“Blonde” and 9 other movies that depict the darker side of Hollywood and fame

It’s no secret that Hollywood has a darker side. It’s a giant film industry that has entertained countless people around the world for more than a century, but for all its brilliance and beauty, it hides a darker underbelly. He is no longer hidden from the public because there have been too many stories of the harm he is doing to people for viewers to remain blissfully unaware.

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Moreover, there are movies that clearly condemn and point to the darker side of Hollywood, some of which were released decades ago. There are even Hollywood movies that detail the raw side of Hollywood in detail, making it all the more clear that it is far from being an ideal industry. Below are 10 movies that criticize Hollywood heavily by showing off its darker side, making them important – and often disturbing – movies that reveal a side of the business that Hollywood probably doesn’t want you to see.


“Blonde” (2022)

When the dust settles in 2022, Blond it will almost certainly be hailed as the most divisive movie of the year. Instead of giving viewers a more traditional biography about the ups and downs of the cult life led Marilyn Monroe, Blond it focuses almost exclusively on lows. Thus, it is a film that reveals the psychological torment and horror of being a talented, attractive and young woman stuck in a system run by often predatory men who are not afraid to be exploited and abused.

A disturbing look at Hollywood’s behind-the-scenes trauma – which in the 1950s and 1960s was arguably even worse than in the 21st century – may be what led to Blond poorly received by many viewers. It could be argued how ethical it was to use real life characters to tell a story of corruption and misogyny across the industry, but ultimately Blond it captures and presents these disturbing things in unwavering, frightening detail.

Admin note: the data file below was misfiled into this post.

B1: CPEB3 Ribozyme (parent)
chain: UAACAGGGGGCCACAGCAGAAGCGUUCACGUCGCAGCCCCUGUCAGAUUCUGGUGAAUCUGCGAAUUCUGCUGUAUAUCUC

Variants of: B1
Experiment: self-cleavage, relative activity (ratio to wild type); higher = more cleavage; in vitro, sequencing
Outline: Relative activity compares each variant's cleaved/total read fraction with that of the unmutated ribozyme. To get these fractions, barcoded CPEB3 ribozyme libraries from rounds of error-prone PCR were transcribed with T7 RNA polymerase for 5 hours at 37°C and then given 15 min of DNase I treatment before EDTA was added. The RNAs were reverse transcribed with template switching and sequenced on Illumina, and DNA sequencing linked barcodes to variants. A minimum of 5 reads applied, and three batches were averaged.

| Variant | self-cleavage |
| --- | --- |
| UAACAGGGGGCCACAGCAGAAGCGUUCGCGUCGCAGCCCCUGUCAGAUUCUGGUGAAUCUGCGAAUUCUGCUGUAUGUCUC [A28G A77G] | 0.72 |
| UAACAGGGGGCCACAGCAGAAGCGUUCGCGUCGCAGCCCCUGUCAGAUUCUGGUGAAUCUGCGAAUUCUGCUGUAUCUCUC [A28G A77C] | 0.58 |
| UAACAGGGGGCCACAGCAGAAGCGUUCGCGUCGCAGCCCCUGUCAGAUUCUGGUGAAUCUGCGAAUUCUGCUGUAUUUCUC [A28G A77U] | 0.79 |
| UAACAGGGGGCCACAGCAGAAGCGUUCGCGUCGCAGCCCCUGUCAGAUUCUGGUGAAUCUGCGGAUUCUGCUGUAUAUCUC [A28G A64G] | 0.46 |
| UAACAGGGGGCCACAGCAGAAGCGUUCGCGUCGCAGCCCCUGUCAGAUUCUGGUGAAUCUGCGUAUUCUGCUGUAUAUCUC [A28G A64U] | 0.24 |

“The Player” (1992)

One of Robert Altman the most famous films, Player begins Tim Robbins as a Hollywood studio manager tasked with approving or rejecting scripts. His life gets out of control after accidentally killing a man, while at the same time he is worried about his professional career and whether the law will catch up with him.

It’s a comedy after all, but it’s very dark, meaning it’s a bit lighter and more satirical than other movies that shed light on the darkness inherent in Hollywood. Altman uses the film to comment on his personal struggles and hardships in the cruel Hollywood film industry, and he does so very effectively.

Sunset Boulevard (1950)

Sunset Boulevard is without a doubt one of the greatest movie noirs of all time, and it could also become that way Billy Wilder the best movie. Considering how strong his filmography is, it really says something.